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Mother bares all

Stovepipe Wells Resort

September 10/Day 55. Today I treat myself to a resort experience at Stovepipe Wells. Which means I approach the front desk and nonchalantly ask, “May I have a pool towel, please?”

I had no idea you could swim in Death Valley.

I go to the motel’s small but comfortable lobby and use their unreliable wifi to catch up on my blog and read the news. Nothing much has changed in the world, has it? It seems my absence from the default world has made no difference in the large scheme of things. It’s actually been a relief not to imbibe the daily propaganda that assails me from all directions, all the time. I wonder if I can maintain that abstemious habit once I’m back in civilization a couple of weeks from now…oh, too soon.

Salt flats

I realize that if I had a Jeep and a month I could put them to good use in Death Valley. There are so many backcountry roads that end at trailheads which lead to historical artifacts and awesome vistas that the list is practically endless. Ghost towns; old mine shafts; relics of 20 mule trains; lonely forgotten cemeteries; Scotty’s Castle—as its name implies, a veritable castle in the depths of the valley; wandering rocks that leave mysterious tracks on the smooth desert floor, and on and on….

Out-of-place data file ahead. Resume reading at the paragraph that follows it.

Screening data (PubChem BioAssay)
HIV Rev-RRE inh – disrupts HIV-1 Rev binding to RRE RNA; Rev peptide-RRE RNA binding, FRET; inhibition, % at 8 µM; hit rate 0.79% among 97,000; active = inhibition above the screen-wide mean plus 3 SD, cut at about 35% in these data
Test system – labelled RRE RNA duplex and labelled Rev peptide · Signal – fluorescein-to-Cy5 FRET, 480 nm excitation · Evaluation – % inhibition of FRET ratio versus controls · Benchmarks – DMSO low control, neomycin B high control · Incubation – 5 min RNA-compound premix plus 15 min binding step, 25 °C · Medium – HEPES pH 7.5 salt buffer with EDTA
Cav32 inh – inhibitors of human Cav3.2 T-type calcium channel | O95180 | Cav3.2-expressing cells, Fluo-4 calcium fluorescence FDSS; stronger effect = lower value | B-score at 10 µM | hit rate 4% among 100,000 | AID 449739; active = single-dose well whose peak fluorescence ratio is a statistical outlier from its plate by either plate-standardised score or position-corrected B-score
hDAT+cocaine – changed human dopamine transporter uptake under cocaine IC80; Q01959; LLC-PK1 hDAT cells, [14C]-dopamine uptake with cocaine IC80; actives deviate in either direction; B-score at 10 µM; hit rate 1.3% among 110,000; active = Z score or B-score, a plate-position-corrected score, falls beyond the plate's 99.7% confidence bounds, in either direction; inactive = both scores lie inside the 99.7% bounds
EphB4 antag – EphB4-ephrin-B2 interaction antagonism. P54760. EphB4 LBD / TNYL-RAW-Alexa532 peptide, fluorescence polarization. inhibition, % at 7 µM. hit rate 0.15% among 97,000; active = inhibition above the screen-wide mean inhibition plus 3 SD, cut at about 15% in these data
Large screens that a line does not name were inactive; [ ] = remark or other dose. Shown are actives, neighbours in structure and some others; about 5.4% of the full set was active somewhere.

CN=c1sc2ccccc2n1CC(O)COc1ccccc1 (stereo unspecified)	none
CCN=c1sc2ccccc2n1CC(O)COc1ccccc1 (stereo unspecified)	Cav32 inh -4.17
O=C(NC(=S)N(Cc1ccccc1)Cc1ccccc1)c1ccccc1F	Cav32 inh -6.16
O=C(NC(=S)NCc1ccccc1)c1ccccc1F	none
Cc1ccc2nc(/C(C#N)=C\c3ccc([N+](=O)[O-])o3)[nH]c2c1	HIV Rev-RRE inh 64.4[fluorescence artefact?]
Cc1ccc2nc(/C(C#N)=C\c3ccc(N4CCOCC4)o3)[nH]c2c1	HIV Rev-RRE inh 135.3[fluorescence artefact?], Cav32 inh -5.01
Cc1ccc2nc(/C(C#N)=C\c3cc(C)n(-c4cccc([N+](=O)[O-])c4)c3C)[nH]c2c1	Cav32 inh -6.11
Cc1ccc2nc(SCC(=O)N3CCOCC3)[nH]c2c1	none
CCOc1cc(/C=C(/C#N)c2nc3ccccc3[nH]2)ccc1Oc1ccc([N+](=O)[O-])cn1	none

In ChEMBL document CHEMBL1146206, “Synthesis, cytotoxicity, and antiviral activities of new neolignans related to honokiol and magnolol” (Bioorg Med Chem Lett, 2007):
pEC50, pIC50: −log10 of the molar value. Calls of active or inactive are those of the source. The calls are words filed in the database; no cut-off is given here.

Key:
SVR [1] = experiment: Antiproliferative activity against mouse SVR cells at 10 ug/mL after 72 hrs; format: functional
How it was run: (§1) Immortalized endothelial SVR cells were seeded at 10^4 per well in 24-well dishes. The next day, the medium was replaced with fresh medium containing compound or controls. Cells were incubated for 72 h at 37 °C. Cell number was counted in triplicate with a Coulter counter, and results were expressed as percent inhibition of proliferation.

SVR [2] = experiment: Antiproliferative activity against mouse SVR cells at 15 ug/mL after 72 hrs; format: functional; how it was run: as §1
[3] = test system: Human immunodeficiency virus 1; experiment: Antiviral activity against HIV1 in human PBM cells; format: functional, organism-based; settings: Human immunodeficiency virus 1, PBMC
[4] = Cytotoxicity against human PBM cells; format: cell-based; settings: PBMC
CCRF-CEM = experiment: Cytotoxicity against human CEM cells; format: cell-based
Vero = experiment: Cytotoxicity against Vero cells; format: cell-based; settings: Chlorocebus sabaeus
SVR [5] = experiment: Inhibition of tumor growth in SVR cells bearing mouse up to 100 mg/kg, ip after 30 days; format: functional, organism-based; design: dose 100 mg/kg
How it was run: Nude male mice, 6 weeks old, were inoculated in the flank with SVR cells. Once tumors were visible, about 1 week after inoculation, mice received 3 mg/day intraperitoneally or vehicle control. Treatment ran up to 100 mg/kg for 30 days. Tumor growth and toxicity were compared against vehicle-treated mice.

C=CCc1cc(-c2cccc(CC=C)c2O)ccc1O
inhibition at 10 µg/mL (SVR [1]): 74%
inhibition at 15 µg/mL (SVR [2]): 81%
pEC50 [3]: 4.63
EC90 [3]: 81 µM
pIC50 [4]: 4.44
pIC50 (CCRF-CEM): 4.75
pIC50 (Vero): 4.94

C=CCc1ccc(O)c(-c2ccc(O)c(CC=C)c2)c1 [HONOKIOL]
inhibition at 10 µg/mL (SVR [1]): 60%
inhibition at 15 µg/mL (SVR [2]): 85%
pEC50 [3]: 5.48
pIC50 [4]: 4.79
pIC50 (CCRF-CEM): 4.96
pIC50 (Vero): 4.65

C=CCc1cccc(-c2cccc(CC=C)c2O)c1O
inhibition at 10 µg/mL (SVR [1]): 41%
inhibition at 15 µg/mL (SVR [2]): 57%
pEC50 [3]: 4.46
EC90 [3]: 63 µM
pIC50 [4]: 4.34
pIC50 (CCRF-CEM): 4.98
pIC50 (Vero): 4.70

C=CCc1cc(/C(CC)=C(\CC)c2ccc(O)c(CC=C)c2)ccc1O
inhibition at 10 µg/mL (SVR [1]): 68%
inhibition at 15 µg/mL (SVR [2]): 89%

It suddenly occurs to me that I’ve traveled both the highest and the lowest continuous highways in America on my journey: Trail Ridge Road in Rocky Mountain National Park (+12,183 ft.) and Badwater Road, which traverses Badwater Basin here in Death Valley, at -282 ft. the lowest point on the continent. Is there some significance in that? I don’t know; I embrace both the highs and the lows.


I’m struck by the authentic character of desert wherever I sojourn on it. It’s in the desert where Mother Nature dares to bare herself completely, hiding nothing, revealing every outline, every crease and fold, every magnificent imperfection of her body. Elsewhere she coyly covers herself in elegant garments, whether tree, grass, water, verdant foliage or even deep, rich topsoil. Here, though—in the desert—she is naked. Fetching. Seductive. Dangerous.

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